If I sell a covered call, I own the underlying stock and I decide what I'm willing to sell for, collecting the option premium to boot. I don't see any downside and certainly none that is unlimited.

      If I sell a put, I sign up for buying a stock at a certain price -- usually at a discount to the current price. Theoretically, the company could go bankrupt (unlikely) and I would have to buy shares at the strike price. My loss would be capped and, therefore, it is not unlimited.


      Delete
    2. It is unlimited if you are writing naked options. But Ferdi does not do that. I have to say I wait every week for some updates from you. You blog is fantastic and i am learning a lot. I will be staring my own blog shortly. My strategy is very similar to what you are doing although i have few speculative stocks there for the capital gain. Keep up the great work! :)

      I'm trying to think of a blog name (KISS (Keep It Short and Simple)) finance)

      Delete
    3. Writing a naked call option would have unlimited down side, yes. Writing a naked put option does not. And you're right, I don't write naked calls, only covered calls.

      Do start your own blog! I've learned a lot even just researching what I want to write about, but also by reader's comments. It takes some discipline to keep at it, but it is well worth the effort!

      Delete
  2. Those returns on RAI are stellar. I don't do a lot of covered call writing although that's more of a function of not owning 100 share lots of most of the companies that I own. That's something that I really want to address although I'm a bit hesitant to do much covered call writing within my taxable account especially on positions where shares were purchased years ago. Yeah I can make a bit more via the option premium but I also don't want to create a taxable event just for the sake of doing that. It's funny because I know that's the right thing to do, but I just can't bring myself to do that. However, in my tax sheltered accounts it's all fair game.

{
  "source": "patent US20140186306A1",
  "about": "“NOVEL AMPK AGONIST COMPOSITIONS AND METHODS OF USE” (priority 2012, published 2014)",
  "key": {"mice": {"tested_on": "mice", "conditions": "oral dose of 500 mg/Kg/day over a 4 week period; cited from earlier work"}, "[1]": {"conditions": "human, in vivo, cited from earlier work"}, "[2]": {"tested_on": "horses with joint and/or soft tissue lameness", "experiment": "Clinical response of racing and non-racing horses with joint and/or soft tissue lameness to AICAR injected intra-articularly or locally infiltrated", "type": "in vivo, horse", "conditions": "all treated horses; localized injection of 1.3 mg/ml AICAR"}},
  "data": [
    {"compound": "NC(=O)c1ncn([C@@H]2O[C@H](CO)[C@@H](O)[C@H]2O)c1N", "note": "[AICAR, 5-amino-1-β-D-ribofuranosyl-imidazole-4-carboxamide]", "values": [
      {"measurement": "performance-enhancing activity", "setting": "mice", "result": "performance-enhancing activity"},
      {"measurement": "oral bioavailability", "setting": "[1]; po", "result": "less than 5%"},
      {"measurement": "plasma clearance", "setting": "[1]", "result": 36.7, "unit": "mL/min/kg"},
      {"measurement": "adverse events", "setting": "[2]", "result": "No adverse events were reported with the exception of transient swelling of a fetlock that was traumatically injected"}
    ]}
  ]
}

ReplyDelete
    Replies
    1. Thanks for commenting, Passive IncomePursuit. Initially I had the same issue (not owning 100 shares), so I closed some positions to make up the difference.

      Tax implications certainly is a consideration with covered call writing, and one should be careful when doing so. As for me, I have some losses from past years that I still need to make up for (as far as the IRS are concerned), so I'm OK with generating some capital gains.

      My hope is to eventually match dividend income with options income. I'm not there yet... for this year, my goals are $12,960 in dividend income and $8,400 in options income. If I can succeed, that's a significant boost to dividend income and, therefore, to compounding DivGro's income-generating capacity.

      Delete
  3. Not a bad return for the amount of work ;-)
    Later,
    DFG

    ReplyDelete
    Replies
    1. Thanks, Dividend Family Guy -- KMB's return is "bleh", but RAI certainly generated nice returns.

      Delete
  4. Awesome returns on RAI. We cannot win every option contract, but to your point you could've rolled the option. I like the idea of assignment, especially considering you had already made a significant gain on the stock. Nice work.

    ReplyDelete
    Replies
    1. Agreed! RAI's performance is stellar. I'm glad I have 100 more shares to ride along with.

      I'm not thrilled about the idea to own shares of BAT, so I'll eventually sell my RAI shares before the takeover finalizes.

      Delete